Usually, the appointment of the Belgian candidate is linked to the formation of the federal government, when politicians are changing places. However, the formation of a federal government is in the doldrums, and the European Union wanted a decision to be taken by Monday.
All 27 EU members countries have to put forward their candidate, who will have to take part in a couple of tests later on before being accepted. Didier Reynders will follow in the footsteps of Marianne Thyssen, a Flemish Christian democrat. Charles Michel said the decision was made "after informal contacts with all democratic parties in the federal Chamber of representatives". He adds that there is no majority against Reynders.
The Francophone parties proposed one candidate, the Flemish parties didn't
The Flemish nationalists of N-VA have already voiced their anger about the choice of a French-speaking candidate. Federal MP Peter De Roover called the decision "unacceptable", saying that the Belgian Parliament should have had an official debate about this.
The VRT's political pundit Johny Vansevenant said that "the Francophone parties had one strong candidate, while the Flemings were battling it out among themselves", suggesting that this made the difference.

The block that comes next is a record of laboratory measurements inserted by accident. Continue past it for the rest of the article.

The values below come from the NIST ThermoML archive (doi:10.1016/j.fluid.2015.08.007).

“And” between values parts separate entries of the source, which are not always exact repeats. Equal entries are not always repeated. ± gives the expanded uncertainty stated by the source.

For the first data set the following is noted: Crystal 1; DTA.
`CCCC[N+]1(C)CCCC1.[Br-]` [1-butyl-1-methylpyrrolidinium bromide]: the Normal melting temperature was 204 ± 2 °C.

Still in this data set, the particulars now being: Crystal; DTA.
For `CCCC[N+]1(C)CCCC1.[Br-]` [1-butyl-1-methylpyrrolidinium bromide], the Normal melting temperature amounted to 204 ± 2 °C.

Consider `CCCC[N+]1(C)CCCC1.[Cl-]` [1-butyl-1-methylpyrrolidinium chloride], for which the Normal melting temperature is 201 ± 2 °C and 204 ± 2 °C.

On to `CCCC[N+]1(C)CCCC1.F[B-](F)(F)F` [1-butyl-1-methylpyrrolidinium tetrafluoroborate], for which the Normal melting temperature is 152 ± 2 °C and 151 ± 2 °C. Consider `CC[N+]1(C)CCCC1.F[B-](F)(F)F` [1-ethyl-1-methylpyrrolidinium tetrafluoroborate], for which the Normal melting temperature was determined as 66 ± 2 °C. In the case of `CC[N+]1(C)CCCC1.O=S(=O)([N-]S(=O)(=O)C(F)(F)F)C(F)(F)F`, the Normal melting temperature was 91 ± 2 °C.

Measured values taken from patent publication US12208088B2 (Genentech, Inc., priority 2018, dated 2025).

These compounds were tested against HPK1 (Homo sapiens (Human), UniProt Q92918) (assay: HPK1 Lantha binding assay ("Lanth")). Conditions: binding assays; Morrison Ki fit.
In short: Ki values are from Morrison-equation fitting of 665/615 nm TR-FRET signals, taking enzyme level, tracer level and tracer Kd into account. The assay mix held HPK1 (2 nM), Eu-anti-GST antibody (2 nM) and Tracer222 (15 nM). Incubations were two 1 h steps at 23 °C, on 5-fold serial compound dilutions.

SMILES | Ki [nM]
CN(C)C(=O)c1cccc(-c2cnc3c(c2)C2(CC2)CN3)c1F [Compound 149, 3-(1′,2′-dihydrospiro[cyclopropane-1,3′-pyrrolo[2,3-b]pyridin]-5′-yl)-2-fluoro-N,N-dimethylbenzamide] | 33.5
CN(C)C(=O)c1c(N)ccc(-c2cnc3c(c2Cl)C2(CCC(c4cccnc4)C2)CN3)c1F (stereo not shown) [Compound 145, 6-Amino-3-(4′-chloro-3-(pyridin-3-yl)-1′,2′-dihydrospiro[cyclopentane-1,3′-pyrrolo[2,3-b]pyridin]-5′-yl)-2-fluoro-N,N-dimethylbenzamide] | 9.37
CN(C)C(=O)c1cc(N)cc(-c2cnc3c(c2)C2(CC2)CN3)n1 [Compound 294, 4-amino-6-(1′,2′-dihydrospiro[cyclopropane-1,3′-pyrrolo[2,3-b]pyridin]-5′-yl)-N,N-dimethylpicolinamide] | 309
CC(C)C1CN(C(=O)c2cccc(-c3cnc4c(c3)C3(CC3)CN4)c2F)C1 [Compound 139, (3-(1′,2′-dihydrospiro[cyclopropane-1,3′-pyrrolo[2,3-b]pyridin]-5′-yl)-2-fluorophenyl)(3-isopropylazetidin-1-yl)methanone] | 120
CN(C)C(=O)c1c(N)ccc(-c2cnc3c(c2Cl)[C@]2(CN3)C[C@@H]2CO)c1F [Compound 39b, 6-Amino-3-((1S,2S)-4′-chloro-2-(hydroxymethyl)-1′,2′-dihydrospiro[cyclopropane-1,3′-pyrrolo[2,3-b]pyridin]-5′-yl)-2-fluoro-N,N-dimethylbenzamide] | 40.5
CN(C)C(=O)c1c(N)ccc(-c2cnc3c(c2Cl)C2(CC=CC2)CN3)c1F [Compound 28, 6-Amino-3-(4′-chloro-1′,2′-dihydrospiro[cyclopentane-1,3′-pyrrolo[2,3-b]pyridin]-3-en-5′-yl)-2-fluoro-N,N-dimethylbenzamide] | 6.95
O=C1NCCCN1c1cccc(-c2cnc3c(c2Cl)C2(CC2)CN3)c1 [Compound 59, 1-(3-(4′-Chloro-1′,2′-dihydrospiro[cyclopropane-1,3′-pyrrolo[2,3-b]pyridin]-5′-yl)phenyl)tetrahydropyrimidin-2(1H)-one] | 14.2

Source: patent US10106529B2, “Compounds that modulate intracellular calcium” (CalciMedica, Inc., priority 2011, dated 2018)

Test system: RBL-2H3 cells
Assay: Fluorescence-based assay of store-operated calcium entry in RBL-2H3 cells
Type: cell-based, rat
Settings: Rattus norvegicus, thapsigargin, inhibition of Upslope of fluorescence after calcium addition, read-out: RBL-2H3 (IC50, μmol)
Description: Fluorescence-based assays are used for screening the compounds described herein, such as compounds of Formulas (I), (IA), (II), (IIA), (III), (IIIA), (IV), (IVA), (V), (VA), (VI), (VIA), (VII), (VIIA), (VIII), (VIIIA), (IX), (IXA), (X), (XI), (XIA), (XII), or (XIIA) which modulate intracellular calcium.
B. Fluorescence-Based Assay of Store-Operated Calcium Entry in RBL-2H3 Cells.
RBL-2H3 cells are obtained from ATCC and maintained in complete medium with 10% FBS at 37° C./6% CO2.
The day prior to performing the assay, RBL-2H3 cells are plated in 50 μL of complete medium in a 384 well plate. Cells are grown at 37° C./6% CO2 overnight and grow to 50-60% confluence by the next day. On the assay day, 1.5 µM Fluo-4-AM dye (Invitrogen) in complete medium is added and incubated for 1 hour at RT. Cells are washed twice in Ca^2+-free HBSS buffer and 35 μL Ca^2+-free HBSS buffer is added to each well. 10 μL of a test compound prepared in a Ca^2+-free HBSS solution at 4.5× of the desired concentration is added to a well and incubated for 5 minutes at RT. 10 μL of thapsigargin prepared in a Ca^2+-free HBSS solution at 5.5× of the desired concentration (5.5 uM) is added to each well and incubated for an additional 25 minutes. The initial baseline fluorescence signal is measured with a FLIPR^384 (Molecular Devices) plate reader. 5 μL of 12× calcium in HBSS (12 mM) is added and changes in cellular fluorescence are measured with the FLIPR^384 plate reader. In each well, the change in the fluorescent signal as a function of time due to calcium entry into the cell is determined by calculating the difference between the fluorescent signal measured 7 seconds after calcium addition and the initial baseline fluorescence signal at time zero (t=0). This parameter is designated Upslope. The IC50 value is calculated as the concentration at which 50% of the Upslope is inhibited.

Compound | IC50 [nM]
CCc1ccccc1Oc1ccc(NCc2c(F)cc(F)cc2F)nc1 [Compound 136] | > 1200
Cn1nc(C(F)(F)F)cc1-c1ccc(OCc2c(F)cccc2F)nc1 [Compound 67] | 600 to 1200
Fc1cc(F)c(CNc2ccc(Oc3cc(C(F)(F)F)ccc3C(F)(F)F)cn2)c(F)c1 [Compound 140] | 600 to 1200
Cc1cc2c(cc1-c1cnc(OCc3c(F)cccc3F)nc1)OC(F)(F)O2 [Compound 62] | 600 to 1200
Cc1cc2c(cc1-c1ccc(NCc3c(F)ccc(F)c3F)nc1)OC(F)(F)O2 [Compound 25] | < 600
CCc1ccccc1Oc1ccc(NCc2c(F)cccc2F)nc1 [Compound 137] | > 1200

Meanwhile, for Didier Reynders (61) this is the culmination of a long career which started in the 80ies. Earlier, he missed the function of federal Prime Minister, while five years ago rumour had it he would become a European Commissioner before Marianne Thyssen took it. In the Belgian government, he was a Finance Minister and a Foreign Minister, among other things.
The former Flemish PM Geert Bourgeois was speaking on the subject this afternoon. He thinks it should have been a Flemish candidate, and may vote against Reynders in his new function as MEP if Reynders would not be convincing enough in defending the Flemish interests.